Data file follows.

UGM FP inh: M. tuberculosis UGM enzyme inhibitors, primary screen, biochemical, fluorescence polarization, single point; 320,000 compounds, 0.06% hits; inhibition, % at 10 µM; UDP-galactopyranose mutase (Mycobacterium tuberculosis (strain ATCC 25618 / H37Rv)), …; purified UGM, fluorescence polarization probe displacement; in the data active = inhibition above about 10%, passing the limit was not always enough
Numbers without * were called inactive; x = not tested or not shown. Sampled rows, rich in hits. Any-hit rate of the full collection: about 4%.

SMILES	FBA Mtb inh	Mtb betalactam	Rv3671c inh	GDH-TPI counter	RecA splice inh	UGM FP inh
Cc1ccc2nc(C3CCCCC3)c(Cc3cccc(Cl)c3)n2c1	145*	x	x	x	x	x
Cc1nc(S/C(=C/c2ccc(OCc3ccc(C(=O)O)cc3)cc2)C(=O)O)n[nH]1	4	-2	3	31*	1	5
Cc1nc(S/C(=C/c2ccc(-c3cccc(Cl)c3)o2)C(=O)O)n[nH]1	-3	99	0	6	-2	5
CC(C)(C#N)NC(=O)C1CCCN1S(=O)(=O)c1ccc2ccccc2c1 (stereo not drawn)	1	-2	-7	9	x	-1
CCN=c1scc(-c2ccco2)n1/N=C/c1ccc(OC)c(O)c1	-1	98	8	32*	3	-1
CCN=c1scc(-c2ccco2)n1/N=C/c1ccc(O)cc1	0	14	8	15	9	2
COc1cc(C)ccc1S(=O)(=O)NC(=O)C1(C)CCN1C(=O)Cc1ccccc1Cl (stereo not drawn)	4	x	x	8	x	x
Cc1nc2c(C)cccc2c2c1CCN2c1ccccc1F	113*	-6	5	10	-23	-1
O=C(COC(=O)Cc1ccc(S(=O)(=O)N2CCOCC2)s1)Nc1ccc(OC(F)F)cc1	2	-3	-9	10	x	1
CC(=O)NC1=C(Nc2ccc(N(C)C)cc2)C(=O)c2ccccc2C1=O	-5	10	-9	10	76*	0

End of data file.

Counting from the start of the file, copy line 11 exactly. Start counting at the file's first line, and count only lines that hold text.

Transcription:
Cc1nc2c(C)cccc2c2c1CCN2c1ccccc1F	113*	-6	5	10	-23	-1